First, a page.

Sunday, February 4, 2001
home page local news opinion business island life sports
The Great Index to Fun
Island Sounds
Book Reviews
Faith Calendar
Hawaii Ways
Restaurant Reviews
AP Arts & Leisure
Ohana Announcements
Weddings and Engagements
How to Get Listed
Classified Ads
Restaurant Guide
Business Directory

Posted on: Sunday, February 4, 2001

Advice just for teens

By Catherine E. Toth
Advertiser Staff Writer

Danielle DeMello, a 9th grader at La Pietra Hawai‘i School for Girls, tries a video driving simulator at the Nu‘uanu YMCA while she is watched by Gary Au of Drive Safe Hawai‘i, left, and Jared Powell of KQ Corp.

Gregory Yamamoto • The Honolulu Advertiser

You may have finally won the use of those car keys. But now you also carry some serious responsibility. To help you keep your driving experience enjoyable and safe, here’s advice from local driving instructors on what to do in some common risky driving situations:

  • Someone’s tailing you: Maintain your speed, but leave a greater following distance from the car in front, said Wallace Inouye, certified driving instructor. If you’re on the freeway, change lanes or pull over. "We don’t teach teens to press on their brakes to scare the guy behind you," he said. With road rage contributing to accidents all over the country, the last thing you want to do is upset the tailer, or yourself.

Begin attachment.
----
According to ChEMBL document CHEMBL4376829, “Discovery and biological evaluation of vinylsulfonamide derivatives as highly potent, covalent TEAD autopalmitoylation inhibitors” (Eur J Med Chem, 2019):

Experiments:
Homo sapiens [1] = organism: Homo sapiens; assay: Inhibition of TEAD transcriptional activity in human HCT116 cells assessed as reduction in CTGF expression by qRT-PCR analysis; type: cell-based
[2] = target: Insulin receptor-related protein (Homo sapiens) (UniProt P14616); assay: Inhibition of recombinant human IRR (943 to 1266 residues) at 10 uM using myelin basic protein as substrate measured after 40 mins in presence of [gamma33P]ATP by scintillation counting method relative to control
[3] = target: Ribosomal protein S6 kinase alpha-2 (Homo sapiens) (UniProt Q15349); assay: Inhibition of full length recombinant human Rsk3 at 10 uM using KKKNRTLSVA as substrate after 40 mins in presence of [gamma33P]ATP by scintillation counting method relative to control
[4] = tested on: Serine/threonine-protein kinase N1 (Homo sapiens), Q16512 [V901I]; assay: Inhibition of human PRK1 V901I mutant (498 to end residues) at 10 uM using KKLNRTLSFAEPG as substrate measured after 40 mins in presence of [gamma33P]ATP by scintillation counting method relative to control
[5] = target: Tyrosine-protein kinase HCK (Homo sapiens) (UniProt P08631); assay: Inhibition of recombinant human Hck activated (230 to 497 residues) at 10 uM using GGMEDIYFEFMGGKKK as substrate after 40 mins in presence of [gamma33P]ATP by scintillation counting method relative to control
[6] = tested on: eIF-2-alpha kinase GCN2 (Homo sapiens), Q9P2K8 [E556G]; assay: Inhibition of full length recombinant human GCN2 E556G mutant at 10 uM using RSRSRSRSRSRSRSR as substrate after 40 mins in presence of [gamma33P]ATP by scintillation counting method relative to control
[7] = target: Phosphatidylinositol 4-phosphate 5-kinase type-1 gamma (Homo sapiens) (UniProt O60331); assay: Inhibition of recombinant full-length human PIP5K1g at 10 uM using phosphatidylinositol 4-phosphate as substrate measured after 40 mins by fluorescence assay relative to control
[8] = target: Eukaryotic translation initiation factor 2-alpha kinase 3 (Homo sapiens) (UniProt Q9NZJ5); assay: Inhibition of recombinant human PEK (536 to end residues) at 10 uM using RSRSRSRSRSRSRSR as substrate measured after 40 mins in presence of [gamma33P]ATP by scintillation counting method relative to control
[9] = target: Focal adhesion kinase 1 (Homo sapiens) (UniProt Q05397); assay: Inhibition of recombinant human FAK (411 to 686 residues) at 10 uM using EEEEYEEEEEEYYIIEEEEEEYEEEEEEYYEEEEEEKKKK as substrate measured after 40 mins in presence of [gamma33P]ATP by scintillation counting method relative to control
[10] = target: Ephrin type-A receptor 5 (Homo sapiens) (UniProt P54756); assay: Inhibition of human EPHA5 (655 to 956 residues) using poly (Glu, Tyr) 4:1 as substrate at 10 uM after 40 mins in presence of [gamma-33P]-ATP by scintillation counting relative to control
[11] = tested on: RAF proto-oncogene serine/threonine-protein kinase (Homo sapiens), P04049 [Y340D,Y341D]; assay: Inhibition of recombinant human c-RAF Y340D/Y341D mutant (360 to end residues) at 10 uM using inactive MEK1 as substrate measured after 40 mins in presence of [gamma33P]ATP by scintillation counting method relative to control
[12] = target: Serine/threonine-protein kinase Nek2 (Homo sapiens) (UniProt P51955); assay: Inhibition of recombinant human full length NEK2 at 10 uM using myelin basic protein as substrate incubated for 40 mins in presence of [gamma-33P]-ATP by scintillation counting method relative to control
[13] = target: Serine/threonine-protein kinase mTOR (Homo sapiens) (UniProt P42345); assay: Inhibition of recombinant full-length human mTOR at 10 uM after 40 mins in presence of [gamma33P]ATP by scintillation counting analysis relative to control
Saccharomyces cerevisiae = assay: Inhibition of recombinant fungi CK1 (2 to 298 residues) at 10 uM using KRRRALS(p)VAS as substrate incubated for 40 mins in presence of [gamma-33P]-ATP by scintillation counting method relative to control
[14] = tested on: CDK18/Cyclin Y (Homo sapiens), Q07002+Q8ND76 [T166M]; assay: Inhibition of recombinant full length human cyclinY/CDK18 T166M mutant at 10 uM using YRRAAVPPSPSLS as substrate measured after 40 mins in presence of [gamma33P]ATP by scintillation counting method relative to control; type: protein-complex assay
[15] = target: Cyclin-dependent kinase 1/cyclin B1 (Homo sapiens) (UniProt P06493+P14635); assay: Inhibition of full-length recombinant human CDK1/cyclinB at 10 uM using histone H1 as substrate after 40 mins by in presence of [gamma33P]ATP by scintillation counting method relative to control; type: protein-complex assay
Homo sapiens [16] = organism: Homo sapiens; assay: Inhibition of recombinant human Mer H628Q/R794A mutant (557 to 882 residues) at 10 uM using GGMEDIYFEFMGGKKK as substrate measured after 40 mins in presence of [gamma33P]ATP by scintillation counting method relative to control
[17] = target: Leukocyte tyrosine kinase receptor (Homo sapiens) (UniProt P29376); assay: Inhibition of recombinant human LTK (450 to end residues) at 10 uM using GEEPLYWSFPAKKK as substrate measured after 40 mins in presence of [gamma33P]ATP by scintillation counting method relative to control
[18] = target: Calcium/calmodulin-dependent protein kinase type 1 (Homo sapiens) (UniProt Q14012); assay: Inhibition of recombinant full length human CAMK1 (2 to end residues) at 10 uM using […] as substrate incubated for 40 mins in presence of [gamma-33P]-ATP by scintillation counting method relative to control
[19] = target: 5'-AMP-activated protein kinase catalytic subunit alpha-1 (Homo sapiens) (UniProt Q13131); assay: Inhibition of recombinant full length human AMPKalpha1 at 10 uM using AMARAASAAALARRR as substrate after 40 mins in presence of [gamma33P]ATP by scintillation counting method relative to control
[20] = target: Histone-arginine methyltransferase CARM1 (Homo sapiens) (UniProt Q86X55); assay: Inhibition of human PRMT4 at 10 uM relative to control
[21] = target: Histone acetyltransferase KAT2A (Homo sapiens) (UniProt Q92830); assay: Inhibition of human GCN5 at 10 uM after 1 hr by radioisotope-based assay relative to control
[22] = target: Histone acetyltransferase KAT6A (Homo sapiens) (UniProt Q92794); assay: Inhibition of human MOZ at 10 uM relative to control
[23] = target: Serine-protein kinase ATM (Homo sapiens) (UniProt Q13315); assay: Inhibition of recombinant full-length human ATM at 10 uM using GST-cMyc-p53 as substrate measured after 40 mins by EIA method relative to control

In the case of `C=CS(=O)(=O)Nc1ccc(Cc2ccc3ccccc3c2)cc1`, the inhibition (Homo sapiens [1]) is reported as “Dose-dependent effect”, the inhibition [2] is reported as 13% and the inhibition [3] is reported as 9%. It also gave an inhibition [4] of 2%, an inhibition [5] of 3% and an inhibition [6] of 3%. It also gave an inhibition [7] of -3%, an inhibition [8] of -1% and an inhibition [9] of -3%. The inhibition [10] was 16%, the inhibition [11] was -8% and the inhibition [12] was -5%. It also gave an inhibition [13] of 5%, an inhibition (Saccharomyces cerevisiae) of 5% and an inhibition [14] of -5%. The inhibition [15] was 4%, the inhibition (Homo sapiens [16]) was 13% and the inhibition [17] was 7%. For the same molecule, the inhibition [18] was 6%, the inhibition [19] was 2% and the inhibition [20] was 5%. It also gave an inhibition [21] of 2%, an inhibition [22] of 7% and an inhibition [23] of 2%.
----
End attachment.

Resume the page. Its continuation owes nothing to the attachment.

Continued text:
• You notice an erratic or drunk driver: "Get out of their way," advised Chester Clark, Y Primedriver instructor. That may mean pulling over if it’s safe, or changing lanes. Be aware of other drivers, both in front and behind you. If the drunk or erratic driver is in front of you, keep your distance. "Don’t pass the driver," Inouye said. "Keep them in front of you so you can watch them."
  • Your cell phone rings: Don’t answer it. Most accidents occur because drivers are distracted, and cell phones and pagers are common distractions. "If you have to use it, pull over," Inouye said.
  • Your friends pressure you to drive them around: It’s hard to do, but if you’re still an inexperienced driver and your parents have told you not to give your friends rides, be honest and tell them no. Your chances of getting into an accident increase greatly if there’s another teenager in the car with you. "You’re talking to them, listening to the radio, changing CDs - that’s distracting," he said.

Be safe. Use the car for only the purposes outlined by your parents. When you get more practice, the rules will loosen. Don’t take chances now.

[back to top]

Home | Local News | Opinion | Business | Island Life | Sports
Index to Fun | Island Sounds | Book Reviews | Faith Calendar
Hawaii Ways | Taste

How to Subscribe | How to Advertise | Site Map | Terms of Service | Corrections

© COPYRIGHT 2001 The Honolulu Advertiser, a division of Gannett Co. Inc.